SAS programmers

4月 032020
 

Whether you like it or not, Microsoft Excel is still a big hit in the data analysis world. From small to big customers, we still see fit for daily routines such as filtering, generating plots, calculating items on ad-hoc analysis or even running statistical models. Whenever I talk to customers, there is always someone who will either ask: Can this be exported to excel or can we import data from excel?. Recently, other questions started to come up more often: Can we run Python within SAS? How do I allow my team to choose their language of preference? How do I provide an interface that looks like Microsoft Excel, but has SAS functionalities?.

Well… good news is: we can answer YES to all of these questions. With the increase in number of users performing analytics and the number of analytical tools available, for me it was clear that we would end up having lots of disparate processes. For a while this was a problem, but naturally, companies started developing ways to integrate these siloed teams.

In the beginning of last decade, SAS developed SAS Add-in for Microsoft Office. The tool allows customers to run/embed SAS analytic capabilities inside Microsoft Office applications. More recently, SAS released a new version of PROC FCMP allowing users to write Python code and call, if as a function, inside SAS programs.

These advancements provide users the ability to run Python inside Excel. When I say inside, I really mean from within Excel's interface.

Before we jump to how we can do it, you may ask yourself: Why is this relevant to me? If I know SAS, I import the dataset and work with the data in SAS; If I know Python, I open a Jupyter notebook, import the data set and do my thing. Well… you are kind of right, but let me tell you a story.

The use case

Recently I worked with a customer and his business process was like this: I have a team of data scientists that is highly technical and knowledgeable in Python and SAS. Additionally, I have a team of analysts with little Python knowledge, but are always working with Excel to summarize data, create filters, graphs, etc. My teams need to communicate and collaborate. The normal chain of events follows:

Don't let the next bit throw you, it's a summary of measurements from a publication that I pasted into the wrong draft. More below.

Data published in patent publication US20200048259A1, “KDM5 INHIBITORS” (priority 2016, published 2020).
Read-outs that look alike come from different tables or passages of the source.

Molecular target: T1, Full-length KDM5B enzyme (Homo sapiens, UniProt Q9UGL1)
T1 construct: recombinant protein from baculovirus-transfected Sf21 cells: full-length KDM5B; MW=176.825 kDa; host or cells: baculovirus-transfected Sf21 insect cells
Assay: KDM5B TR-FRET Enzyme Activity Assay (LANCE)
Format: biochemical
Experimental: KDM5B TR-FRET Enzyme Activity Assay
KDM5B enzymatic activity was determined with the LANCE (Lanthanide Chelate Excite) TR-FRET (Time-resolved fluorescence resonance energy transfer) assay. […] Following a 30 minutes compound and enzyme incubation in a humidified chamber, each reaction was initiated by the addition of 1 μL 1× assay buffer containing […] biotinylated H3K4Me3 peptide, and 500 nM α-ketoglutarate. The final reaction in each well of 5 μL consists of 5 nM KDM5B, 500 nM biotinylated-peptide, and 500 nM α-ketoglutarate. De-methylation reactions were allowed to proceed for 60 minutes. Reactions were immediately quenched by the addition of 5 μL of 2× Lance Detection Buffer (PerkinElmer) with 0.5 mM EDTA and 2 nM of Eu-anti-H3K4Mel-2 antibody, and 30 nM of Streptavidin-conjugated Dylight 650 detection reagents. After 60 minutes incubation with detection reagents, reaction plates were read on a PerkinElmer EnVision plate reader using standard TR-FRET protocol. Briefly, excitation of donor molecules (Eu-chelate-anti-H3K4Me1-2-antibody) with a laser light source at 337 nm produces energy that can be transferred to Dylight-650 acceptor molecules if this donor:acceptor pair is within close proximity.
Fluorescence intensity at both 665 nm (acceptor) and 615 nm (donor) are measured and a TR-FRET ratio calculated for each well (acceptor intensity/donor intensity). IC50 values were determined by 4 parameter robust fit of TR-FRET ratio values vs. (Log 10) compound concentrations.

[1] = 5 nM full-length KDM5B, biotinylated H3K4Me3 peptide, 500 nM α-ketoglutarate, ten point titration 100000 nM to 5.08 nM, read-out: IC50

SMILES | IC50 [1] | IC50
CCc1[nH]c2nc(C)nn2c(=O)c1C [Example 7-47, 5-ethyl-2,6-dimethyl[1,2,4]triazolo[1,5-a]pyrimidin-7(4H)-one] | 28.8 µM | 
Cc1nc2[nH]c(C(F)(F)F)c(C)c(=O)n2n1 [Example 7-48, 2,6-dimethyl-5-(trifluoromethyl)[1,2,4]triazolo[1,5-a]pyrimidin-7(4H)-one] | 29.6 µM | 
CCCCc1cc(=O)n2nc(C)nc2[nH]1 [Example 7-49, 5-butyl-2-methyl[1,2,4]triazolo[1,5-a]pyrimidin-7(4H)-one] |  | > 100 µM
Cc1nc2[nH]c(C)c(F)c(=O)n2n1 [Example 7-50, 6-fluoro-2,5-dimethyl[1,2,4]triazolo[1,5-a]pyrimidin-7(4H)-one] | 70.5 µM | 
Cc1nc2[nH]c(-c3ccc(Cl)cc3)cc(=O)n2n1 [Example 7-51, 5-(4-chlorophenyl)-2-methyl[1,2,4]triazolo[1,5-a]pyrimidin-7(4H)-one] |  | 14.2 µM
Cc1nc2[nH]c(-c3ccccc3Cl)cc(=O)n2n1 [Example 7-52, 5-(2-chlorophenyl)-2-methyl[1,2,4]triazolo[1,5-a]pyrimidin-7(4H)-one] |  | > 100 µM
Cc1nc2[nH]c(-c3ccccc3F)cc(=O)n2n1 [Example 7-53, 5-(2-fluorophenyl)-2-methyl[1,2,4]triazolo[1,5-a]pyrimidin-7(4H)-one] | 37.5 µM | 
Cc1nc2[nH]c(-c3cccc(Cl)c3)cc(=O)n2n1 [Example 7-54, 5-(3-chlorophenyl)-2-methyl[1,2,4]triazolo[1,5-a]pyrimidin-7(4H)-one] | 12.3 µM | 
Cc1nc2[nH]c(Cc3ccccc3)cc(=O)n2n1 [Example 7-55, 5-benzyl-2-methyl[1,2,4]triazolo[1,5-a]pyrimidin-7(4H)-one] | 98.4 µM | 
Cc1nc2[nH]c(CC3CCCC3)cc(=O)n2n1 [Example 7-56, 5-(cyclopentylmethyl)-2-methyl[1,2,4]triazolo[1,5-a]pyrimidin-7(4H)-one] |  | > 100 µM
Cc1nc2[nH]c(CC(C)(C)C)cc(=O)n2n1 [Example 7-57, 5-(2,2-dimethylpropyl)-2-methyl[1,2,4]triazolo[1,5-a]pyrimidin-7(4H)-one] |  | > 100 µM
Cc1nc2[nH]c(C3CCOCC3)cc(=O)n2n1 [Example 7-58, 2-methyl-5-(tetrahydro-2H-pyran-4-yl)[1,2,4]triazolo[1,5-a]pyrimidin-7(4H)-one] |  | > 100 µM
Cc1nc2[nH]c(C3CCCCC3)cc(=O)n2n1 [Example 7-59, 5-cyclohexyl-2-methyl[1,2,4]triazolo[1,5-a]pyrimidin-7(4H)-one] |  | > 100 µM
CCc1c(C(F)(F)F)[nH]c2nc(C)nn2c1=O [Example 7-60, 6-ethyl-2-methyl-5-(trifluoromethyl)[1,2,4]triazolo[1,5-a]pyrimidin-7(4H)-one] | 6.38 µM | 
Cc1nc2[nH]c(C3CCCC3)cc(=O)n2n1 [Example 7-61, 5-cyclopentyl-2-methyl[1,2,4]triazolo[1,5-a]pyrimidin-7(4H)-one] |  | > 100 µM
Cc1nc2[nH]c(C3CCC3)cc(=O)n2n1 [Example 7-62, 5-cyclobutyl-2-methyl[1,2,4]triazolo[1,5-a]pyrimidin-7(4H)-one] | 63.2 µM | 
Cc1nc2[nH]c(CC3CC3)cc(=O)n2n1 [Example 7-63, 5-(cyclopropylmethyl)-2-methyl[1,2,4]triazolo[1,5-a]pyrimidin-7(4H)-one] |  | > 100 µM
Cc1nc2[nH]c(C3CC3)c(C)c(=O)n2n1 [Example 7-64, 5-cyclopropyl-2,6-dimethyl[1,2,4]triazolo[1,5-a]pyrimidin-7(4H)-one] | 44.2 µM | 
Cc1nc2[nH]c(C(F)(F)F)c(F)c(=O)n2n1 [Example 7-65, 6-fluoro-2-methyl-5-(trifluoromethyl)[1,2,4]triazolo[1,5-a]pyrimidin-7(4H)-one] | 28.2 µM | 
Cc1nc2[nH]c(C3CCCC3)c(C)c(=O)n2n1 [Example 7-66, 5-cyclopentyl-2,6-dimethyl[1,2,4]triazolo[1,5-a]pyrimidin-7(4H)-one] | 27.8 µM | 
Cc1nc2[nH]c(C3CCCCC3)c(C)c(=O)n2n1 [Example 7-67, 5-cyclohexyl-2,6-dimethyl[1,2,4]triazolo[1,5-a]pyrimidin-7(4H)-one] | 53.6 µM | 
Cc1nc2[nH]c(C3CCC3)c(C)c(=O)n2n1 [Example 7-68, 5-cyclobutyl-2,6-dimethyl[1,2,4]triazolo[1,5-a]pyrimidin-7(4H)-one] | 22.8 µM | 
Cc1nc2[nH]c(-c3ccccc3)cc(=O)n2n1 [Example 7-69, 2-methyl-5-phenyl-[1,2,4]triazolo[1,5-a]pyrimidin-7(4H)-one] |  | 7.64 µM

1. the Python team works on the data, and exports the results to Excel
  2. the analytics team picks up the data set, and runs SAS scripts and excel formulas

This is a problem of inefficiency for the customer. Why can't the data scientist pass his or her code to the analyst to execute it on the same project without having to wait on the Python specialist to run the code?

I know this sounds overly complicated, but as my SAS colleague Mike Zizzi concludes in his post SAS or Python? Why not use both? Using Python functions inside SAS programs, at the end of the day what matters is that you get your work done. No matter which language, software or IDE you are using. I highly recommend Mike's article if you want a deep dive on what PROC FCMP has to offer.

The process

Let's walk through a data scoring scenario similar to my customer's story. Imagine I am a SAS programmer using Excel to explore data. I am also part of a team that uses Python, creating scoring data code using analytical models developed in Python. My job is to score and analyze the data on Excel and pass the results to the service representative, so they can forward the response to the customer.

Importing data

The data set we'll work with in this example will help me analyze which customers are more likely to default on a loan. The data and all code used in this article are in the associated GitHub repository. The data dictionary for the data set is located here. First, I open the data set as seen on Sheet1 below in Excel.

Upload data to SAS

Before we jump to the coding part with SAS and Python, I need to send the data to SAS. We'll use the SAS add-in, in Excel to send data to the local server. I cover the steps in detail below.

I start by selecting the cells I want to upload to the library.

Next, I move to the SAS tab and select the Copy to SAS Server task.

A popup shows up where I confirm the selected cells.

After I click OK, I configure column, table, naming and location options.

SAS uploads the table to the requested library. Additionally, a new worksheet with the library.table name displays the results. As you can see on the image below, the sheet created follows the name WORK.IMPORTED_DATA we setup on the previous step. This represents the table in the SAS library memory. Notice, however, we are still working in Excel.

The next step is to incorporate the code sent from my teammate.

The Python code

The code our colleague sent is pure Python. I don't necessarily have to understand the code details, just what it does. The Python code below imports and scores a model and returns a score. Note: if you're attempting this in your own environment, make sure to update the hmeq_model.sav file location in the # Import model pickle file section.

def score_predictions(CLAGE, CLNO, DEBTINC,DELINQ, DEROG, LOAN, MORTDUE, NINQ,VALUE, YOJ):
	"Output: scored"
	# Imporing libraries
	import pandas as pd
	from sklearn.preprocessing import OneHotEncoder
	from sklearn.compose import ColumnTransformer
	from sklearn.externals import joblib
 
	# Create pandas dataframe with input vars
	dataset = pd.DataFrame({'CLAGE':CLAGE, 'CLNO':CLNO, 'DEBTINC':DEBTINC, 'DELINQ':DELINQ, 'DEROG':DEROG, 'LOAN':LOAN, 'MORTDUE':MORTDUE, 'NINQ':NINQ, 'VALUE':VALUE, 'YOJ':YOJ}, index=[0])